Date: Tuesday, August 16, 2022
Source: Supply Chain Dive
- Air cargo volumes fell 9% YoY in July, continuing a downward trend as global uncertainties and a shift back to ocean transport weigh on demand, according to a news release from Clive Data Services on Wednesday.
- Airfreight rates have also dropped, helped by added transatlantic capacity. But they remain elevated versus pre-pandemic levels — January rates were up 156% versus 2019, while July rates were 121% higher than in 2019.
- “There are many dark clouds hanging over the air cargo industry given the state of the world right now,” said Niall van de Wouw, chief airfreight officer at Clive parent company Xeneta, in a statement. “...From a rates point of view, indicators suggest the market has yet to bottom out.”
The “dark clouds” contributing to air cargo’s slide in demand since March include the ongoing war in Ukraine, inflationary pressures limiting consumer spending and staffing shortfalls for airlines and airports, according to van de Wouw.
But shippers are also shifting more volume away from the fast-but-expensive transport mode as ocean freight congestion eases on some lanes. Global schedule reliability improved YoY in June, the first time this has occurred since the pandemic began, per Sea-Intelligence data.
Ports in China appear to have returned to normal operations while U.S. West Coast congestion lessened in Q2, C.H. Robinson President and CEO Bob Biesterfeld said on a July 27 earnings call. With more shippers sticking with ocean transport, the 3PL’s airfreight business saw a 6% YoY drop in metric tons shipped in Q2.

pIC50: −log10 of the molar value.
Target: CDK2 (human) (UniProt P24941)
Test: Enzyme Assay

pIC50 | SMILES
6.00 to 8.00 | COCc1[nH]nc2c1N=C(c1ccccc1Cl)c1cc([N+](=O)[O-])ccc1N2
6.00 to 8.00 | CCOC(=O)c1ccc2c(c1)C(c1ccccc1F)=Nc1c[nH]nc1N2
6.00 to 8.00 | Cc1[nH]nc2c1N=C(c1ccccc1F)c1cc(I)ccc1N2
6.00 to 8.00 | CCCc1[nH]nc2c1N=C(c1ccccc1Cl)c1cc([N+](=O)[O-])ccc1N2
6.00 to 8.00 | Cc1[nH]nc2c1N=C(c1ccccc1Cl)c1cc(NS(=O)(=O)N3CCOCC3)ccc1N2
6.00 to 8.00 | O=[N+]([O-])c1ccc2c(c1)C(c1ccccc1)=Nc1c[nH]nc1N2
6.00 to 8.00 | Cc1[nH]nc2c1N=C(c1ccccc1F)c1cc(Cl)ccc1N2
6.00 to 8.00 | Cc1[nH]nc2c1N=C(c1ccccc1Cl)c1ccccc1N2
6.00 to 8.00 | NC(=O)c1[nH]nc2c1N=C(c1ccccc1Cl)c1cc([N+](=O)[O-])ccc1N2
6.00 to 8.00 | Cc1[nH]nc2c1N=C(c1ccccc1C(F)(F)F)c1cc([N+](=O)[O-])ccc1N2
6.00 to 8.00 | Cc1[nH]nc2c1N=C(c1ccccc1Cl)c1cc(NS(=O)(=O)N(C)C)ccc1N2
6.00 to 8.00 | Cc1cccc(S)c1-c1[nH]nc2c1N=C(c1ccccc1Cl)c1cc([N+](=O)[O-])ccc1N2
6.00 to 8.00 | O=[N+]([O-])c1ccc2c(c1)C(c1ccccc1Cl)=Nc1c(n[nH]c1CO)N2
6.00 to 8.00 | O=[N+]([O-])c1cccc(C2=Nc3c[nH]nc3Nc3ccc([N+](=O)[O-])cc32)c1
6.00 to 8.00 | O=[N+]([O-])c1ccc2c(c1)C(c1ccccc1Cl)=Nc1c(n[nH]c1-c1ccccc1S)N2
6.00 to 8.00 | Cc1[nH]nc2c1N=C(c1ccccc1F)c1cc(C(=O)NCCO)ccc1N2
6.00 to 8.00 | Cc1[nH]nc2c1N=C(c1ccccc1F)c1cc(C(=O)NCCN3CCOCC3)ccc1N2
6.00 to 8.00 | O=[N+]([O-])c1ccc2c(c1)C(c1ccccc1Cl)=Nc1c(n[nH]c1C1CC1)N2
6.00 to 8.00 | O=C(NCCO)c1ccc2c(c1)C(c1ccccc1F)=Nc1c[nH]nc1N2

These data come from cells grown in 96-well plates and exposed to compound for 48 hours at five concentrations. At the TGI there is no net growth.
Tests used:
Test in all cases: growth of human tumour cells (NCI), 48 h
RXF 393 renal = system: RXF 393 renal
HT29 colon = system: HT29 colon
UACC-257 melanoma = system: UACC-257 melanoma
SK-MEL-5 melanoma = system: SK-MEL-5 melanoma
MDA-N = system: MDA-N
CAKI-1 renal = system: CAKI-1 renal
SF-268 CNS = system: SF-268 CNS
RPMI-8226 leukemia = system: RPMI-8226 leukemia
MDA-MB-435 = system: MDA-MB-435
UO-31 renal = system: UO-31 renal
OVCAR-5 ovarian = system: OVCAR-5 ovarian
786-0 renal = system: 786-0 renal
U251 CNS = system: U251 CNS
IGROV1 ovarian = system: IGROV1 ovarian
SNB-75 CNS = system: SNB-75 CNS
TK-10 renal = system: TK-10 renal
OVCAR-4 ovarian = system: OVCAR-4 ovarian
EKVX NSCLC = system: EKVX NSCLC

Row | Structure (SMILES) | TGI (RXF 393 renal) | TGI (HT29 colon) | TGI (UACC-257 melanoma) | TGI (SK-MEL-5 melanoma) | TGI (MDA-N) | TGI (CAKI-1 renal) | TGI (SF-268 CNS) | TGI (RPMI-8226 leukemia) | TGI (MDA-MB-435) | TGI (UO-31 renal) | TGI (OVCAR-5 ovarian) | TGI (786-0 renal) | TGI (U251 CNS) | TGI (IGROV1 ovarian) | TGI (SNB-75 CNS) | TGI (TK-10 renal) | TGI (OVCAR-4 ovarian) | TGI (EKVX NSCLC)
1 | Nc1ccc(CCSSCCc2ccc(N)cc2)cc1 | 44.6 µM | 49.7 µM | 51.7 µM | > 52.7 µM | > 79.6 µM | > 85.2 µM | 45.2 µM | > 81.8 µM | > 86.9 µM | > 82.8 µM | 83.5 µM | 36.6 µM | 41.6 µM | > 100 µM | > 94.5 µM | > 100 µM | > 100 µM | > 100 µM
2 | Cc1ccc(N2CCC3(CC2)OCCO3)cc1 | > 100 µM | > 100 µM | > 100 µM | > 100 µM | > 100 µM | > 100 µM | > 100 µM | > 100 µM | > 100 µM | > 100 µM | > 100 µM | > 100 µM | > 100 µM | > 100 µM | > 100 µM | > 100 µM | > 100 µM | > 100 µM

“Much of our air freight volume is driven by ocean conversions. We’d expect a bit of slowing there as well through the balance of the year,” Biesterfeld said. With more shippers sticking with ocean transport, C.H. Robinson’s international airfreight business saw a 6% YoY drop in metric tons shipped in Q2.
Air freight volumes also fell in Q2 for DHL Global forwarding, “in part due to modal shifts back towards ocean freight products, as customers recognized the again improved schedule reliability in ocean freight,” according to a news release.
Shippers have committed to less expensive transport options, like ocean shipping, to reduce the impact of freight costs on their bottom line even with air cargo rates falling. Electric vehicle manufacturer Nikola has begun using ocean freight to move most of its components after spending around $8.3 million in air transport in Q2, CFO Kim Brady said on an earnings call.
Although airfreight helped speed up deliveries, it wasn’t enough to mitigate supply chain issues elsewhere. Supplier delays in delivering battery packs caused two weeks of lost production at its manufacturing facility in Coolidge, Arizona and led Nikola to receive more components than it used in production for the quarter.
“To reduce our freight cost burdens going forward, we have started shifting the shipment of most of our components to ocean freight,” Brady said. “We are also accelerating our localization efforts of certain components from the EU to North America.”